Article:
Hello. I'm Dr Arefa Cassoobhoy, a practicing internist, Medscape advisor, and senior medical director for WebMD. Welcome to Medscape Morning Report, our 1-minute news story for primary care.
Polycystic ovary syndrome—known as PCOS—is a common endocrine disorder, affecting 7%-10% of reproductive-aged women. And it can be challenging to treat.
A recent survey showed that women with PCOS expressed distrust of their primary care provider's opinions of their condition.
Now, the first-ever international guidance on PCOS has been published. This guidance supports the Rotterdam diagnostic criteria in adults, requiring hyperandrogenism and irregular menstrual cycles. They recommend ruling out thyroid disease, hyperprolactinemia, and nonclassic congenital adrenal hyperplasia, plus further workup for severe symptoms like amenorrhea.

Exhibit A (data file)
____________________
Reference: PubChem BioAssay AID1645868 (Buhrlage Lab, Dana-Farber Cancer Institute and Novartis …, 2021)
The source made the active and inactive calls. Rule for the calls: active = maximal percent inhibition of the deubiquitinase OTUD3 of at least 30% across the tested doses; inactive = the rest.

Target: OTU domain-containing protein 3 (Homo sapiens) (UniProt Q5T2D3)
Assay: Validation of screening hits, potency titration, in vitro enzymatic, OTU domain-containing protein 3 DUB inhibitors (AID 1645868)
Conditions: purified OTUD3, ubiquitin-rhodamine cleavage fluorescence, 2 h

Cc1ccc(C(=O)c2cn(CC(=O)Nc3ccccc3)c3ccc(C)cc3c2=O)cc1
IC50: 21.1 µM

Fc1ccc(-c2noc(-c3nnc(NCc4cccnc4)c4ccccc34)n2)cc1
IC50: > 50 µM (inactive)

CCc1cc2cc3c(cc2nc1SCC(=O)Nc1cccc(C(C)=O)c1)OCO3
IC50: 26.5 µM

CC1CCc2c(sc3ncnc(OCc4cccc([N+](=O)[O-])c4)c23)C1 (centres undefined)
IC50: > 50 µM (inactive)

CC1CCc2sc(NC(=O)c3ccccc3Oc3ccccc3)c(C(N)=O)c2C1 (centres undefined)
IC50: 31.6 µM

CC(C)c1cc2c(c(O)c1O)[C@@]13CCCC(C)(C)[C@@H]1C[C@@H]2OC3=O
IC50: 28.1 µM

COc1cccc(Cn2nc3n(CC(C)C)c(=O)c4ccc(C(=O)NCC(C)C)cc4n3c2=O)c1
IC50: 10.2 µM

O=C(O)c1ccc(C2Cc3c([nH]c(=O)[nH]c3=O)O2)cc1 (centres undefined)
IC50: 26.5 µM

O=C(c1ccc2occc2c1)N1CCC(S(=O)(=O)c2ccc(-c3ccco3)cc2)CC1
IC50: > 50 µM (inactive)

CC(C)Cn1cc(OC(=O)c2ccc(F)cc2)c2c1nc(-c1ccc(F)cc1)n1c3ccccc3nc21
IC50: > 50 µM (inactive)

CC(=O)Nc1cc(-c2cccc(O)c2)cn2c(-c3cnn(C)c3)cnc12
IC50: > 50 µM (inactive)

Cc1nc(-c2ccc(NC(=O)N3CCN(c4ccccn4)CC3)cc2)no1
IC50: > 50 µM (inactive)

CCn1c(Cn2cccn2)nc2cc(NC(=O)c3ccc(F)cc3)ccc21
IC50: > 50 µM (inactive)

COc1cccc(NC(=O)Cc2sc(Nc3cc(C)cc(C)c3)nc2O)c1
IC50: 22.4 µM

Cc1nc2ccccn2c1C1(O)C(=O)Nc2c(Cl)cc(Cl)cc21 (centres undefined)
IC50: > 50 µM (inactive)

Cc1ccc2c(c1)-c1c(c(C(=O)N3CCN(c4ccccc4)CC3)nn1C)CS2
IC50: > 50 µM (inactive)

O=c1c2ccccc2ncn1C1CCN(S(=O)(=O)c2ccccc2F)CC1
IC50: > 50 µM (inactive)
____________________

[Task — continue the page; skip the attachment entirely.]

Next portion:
The treatment guidelines encompass reproductive, metabolic, and psychological concerns. Recommendations for low-dose oral contraceptives and metformin treatment are given, as well as improved infertility management. And there's an increase in focus on education, lifestyle modification, and emotional well-being.
The full-text guidance is available. Learn more to support your patients with PCOS, whether it's diagnosis, treatment, or referral to a specialist.
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Cite this: New PCOS Guidance: First Steps in Primary Care - Medscape - Aug 27, 2018.